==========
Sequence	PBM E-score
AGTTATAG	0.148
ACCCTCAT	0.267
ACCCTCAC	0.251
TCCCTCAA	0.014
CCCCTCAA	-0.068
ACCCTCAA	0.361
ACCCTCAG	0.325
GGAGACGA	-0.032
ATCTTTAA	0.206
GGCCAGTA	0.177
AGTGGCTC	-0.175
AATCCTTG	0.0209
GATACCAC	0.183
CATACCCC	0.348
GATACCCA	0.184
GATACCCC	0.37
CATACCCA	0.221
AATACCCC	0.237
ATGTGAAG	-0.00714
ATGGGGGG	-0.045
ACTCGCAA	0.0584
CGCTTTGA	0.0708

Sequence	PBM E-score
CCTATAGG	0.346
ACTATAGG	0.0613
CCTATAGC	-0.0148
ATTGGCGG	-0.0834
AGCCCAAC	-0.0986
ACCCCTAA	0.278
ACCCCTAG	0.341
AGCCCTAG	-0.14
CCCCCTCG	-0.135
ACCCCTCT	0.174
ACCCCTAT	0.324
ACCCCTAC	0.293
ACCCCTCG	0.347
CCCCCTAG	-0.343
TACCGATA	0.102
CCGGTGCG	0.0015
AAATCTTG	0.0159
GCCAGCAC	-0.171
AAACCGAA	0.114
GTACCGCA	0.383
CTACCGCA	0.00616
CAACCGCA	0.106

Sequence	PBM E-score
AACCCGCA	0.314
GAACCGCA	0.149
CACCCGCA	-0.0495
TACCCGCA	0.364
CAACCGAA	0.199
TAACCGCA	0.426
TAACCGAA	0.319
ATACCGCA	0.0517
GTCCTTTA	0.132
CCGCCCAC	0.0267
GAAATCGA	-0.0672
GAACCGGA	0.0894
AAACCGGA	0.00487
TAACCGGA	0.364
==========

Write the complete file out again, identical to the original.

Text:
Sequence	PBM E-score
AGTTATAG	0.148
ACCCTCAT	0.267
ACCCTCAC	0.251
TCCCTCAA	0.014
CCCCTCAA	-0.068
ACCCTCAA	0.361
ACCCTCAG	0.325
GGAGACGA	-0.032
ATCTTTAA	0.206
GGCCAGTA	0.177
AGTGGCTC	-0.175
AATCCTTG	0.0209
GATACCAC	0.183
CATACCCC	0.348
GATACCCA	0.184
GATACCCC	0.37
CATACCCA	0.221
AATACCCC	0.237
ATGTGAAG	-0.00714
ATGGGGGG	-0.045
ACTCGCAA	0.0584
CGCTTTGA	0.0708

Sequence	PBM E-score
CCTATAGG	0.346
ACTATAGG	0.0613
CCTATAGC	-0.0148
ATTGGCGG	-0.0834
AGCCCAAC	-0.0986
ACCCCTAA	0.278
ACCCCTAG	0.341
AGCCCTAG	-0.14
CCCCCTCG	-0.135
ACCCCTCT	0.174
ACCCCTAT	0.324
ACCCCTAC	0.293
ACCCCTCG	0.347
CCCCCTAG	-0.343
TACCGATA	0.102
CCGGTGCG	0.0015
AAATCTTG	0.0159
GCCAGCAC	-0.171
AAACCGAA	0.114
GTACCGCA	0.383
CTACCGCA	0.00616
CAACCGCA	0.106

Sequence	PBM E-score
AACCCGCA	0.314
GAACCGCA	0.149
CACCCGCA	-0.0495
TACCCGCA	0.364
CAACCGAA	0.199
TAACCGCA	0.426
TAACCGAA	0.319
ATACCGCA	0.0517
GTCCTTTA	0.132
CCGCCCAC	0.0267
GAAATCGA	-0.0672
GAACCGGA	0.0894
AAACCGGA	0.00487
TAACCGGA	0.364